If it ain’t broke—yet—why fix it? That’s the attitude of the House of Representatives, who on Tuesday voted overwhelmingly to defer finding additional money for federal transportation programs until July, when the Highway Trust Fund is projected to run out of fuel tax dollars. The Senate rubber-stamped the bill on it's way out of town Friday for the Memorial Day legislative break.
Rep. Bill Shuster (R-PA), the Transportation committee chair, noted in introducing the legislation (H.R. 2353) that it is a “clean” extension, meaning transportation programs will be fully funded at their current levels. However, he added that members will need to pass another extension with additional funds before the August recess.
“A short-term extension was not our preferred path forward,” Shuster said on the House floor. “Our hope was to extend the surface program through the end of the calendar year. That would have ensured reliable funding for the states through the construction season. A longer extension would also have allowed us to focus on finding a long-term funding solution within the context of tax reform without the distraction of having to deal with the shortfall in the Highway Trust Fund later this summer.”
Rep. Peter DeFazio (D-OR) ranking member of the Transportation committee, echoed and amplified Shuster’s concern for the shutdown of transportation projects. Democrats would “reluctantly” support the July extension to avert a “tragedy at the height of the construction season,” he said.
“Here we are again, yet another short-term patch. It’s a heck of a way to run a great nation. Our system is falling apart,” DeFazio said, decrying the drop in U.S. investment in infrastructure and detailing the billions needed for repairs. “It is embarrassing. … We cannot continue to kick this can the down road—the road is at a dead end.”
DeFazio suggested that 60 days should provide enough time to negotiate a long-term bill, and he touted the Obama administration’s Grow America Act, a half-trillion dollar, six-year plan.
“We need to enhance spending. We can no longer pretend ‘we’re going to do more with less’—we’re past that point,” he said, bringing out a chart to illustrate the loss of purchasing power since the federal tax on gasoline and diesel was last raised in 1993. “This is the last wake-up call.”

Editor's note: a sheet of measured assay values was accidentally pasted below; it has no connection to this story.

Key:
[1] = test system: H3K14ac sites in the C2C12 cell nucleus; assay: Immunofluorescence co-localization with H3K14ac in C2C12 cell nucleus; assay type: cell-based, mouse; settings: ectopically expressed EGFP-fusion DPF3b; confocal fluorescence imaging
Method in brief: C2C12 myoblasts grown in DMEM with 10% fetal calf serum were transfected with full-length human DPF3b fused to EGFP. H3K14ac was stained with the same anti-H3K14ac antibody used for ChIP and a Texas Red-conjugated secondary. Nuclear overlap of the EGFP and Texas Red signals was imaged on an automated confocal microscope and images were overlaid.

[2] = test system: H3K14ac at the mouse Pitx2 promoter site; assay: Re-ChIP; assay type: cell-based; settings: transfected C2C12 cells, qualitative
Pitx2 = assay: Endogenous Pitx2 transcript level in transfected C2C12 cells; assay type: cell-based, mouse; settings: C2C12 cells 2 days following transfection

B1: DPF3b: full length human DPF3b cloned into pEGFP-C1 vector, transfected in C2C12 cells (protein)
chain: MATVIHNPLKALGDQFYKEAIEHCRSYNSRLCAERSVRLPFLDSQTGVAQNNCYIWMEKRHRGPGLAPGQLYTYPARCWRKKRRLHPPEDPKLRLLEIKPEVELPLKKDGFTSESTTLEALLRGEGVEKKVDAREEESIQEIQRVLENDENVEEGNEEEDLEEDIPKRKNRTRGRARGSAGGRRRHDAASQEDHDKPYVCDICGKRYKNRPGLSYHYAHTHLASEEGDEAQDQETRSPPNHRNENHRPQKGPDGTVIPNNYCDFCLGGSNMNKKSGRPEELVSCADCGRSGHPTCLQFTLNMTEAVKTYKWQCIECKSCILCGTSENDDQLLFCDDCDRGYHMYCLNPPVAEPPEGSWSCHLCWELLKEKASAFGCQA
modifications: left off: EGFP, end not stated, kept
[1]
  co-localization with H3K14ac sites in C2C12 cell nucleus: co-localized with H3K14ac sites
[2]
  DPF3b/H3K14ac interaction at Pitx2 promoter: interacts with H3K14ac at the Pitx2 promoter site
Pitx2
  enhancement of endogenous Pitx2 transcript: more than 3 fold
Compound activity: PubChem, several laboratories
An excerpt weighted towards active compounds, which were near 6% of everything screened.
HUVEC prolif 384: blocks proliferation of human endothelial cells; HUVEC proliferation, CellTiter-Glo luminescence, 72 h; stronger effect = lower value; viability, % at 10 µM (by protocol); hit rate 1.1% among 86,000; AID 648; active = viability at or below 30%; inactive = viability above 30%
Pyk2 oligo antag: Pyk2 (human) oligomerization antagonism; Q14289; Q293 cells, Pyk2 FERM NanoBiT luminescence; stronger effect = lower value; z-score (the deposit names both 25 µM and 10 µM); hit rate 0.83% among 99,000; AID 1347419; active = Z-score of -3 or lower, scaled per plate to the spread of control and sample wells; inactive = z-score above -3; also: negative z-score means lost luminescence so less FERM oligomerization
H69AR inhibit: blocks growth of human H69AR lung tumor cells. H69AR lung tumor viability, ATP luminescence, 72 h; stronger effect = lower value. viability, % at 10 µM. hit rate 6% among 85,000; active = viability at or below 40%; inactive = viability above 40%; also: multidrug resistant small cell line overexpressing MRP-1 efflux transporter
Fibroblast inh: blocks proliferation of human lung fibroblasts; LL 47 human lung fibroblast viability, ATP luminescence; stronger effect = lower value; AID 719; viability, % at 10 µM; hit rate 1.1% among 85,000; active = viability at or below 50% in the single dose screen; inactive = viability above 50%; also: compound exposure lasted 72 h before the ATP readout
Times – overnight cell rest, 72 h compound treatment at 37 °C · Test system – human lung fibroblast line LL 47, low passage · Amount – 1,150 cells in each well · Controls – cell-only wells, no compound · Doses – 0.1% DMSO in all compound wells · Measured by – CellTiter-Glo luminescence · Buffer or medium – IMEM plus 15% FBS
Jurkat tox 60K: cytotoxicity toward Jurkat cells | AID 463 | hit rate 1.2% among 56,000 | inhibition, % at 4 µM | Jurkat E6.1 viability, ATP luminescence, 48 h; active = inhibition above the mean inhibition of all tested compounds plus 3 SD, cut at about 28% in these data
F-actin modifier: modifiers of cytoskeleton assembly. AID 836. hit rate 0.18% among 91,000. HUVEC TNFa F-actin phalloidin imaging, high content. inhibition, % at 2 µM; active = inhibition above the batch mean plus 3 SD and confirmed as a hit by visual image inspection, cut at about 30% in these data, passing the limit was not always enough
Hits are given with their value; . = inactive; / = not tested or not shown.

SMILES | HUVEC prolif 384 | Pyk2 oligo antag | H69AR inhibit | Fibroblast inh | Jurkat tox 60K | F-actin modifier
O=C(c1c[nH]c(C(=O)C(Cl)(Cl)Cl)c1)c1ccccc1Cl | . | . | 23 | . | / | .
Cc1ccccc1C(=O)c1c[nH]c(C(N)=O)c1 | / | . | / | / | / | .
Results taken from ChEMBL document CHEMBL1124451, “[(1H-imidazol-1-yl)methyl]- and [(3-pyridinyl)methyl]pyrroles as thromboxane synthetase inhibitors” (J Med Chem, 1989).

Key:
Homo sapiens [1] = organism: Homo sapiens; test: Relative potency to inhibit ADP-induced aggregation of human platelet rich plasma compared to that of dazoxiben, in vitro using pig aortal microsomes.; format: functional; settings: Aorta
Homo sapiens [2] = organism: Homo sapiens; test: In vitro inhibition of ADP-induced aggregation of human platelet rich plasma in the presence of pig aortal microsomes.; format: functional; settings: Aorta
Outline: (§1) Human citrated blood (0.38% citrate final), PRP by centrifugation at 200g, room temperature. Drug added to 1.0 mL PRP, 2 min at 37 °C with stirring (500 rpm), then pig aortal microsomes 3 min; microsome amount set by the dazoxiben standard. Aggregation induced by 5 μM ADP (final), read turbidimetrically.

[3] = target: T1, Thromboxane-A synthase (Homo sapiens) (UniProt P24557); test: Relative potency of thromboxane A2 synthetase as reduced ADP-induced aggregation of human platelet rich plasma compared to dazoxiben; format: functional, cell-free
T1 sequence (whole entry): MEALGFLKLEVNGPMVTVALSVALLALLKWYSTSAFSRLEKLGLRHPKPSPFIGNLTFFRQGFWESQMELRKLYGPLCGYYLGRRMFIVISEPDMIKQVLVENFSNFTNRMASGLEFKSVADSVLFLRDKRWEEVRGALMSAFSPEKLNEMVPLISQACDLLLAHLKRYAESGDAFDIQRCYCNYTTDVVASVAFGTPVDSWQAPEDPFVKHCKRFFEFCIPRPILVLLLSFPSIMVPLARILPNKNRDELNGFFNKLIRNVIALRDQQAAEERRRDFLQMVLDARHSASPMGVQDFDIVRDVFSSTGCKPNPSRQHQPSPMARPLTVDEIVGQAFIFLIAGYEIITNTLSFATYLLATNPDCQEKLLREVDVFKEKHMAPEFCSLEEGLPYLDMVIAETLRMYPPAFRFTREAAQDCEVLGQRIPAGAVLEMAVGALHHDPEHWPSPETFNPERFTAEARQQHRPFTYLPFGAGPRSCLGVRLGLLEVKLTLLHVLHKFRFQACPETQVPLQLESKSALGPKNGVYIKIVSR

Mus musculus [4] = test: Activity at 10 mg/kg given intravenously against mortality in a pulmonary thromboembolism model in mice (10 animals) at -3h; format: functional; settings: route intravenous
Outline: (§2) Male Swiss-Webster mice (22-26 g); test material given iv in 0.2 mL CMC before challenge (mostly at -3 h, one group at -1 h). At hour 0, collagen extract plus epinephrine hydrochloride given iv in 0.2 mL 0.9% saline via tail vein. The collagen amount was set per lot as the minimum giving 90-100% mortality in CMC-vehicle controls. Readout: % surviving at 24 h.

The July patch passed 387-35, in a bipartisan vote.
Senate, White House, trucking call for more
But Sens. Jim Inhofe (R-OK) and Barbara Boxer (D-CA), leaders of the Senate Environment and Public Works (EPW) Committee, already have announced that the transportation policy committee is planning for a mark-up in June of a bipartisan, six-year reauthorization bill.
"We are quickly approaching a critical deadline for federal investment in our nation’s roads and bridges. Without Congressional action by May 31, vital projects across the nation will come to a grinding halt,” said a joint statement. “This is unacceptable, and we owe it to our nation’s economy to send a strong signal that Congress is going to maintain the backbone of America’s commerce and national security. While Congress continues to debate the funding mechanisms, we believe it is in the best interest that this committee moves forward with consideration of a long-term surface transportation reauthorization bill. We can no longer wait on Congress.”
The White House, which now must sign-off on the legislation, said the administration “does not oppose” the extension, “recognizing that a short-term extension of these authorities will be necessary in order for the Congress to complete work on a long-term bill that increases investment to meet the Nation's infrastructure needs.”
“Unfortunately, H.R. 2353 represents yet one more short-term extension coming on top of the several short-term extensions that preceded it,” the policy statement said. “It is time for the Congress to end the era of short-term patches and chronic underinvestment. The administration will not support continued failure in making the investments the Nation needs. The administration expects that the Congress will use this two month extension to make meaningful and demonstrable progress towards a significant bill in 2015.”
Likewise, trucking continues to call for a long-term, fully funded highway and freight program.
In a recent opinion piece, American Trucking Assns. President and CEO Bill Graves emphasized the need for additional funding and reiterated ATA’s support for an increase in the diesel tax, saying the industry and economy “are seeing the impacts of that neglect” in highway investment.
“Congress has kicked the can down the road—a congested road marked with potholes, mind you—so often the can is dented beyond recognition. This must end,” Graves wrote. “Now, we can’t reasonably expect the House and Senate to craft a full, well-funded, multi-year highway bill by the end of the month, but we cannot allow them to continue to delay for very long. Congress should act now to keep the highway program and then turn their attention to passing a long-term highway bill as soon as possible.”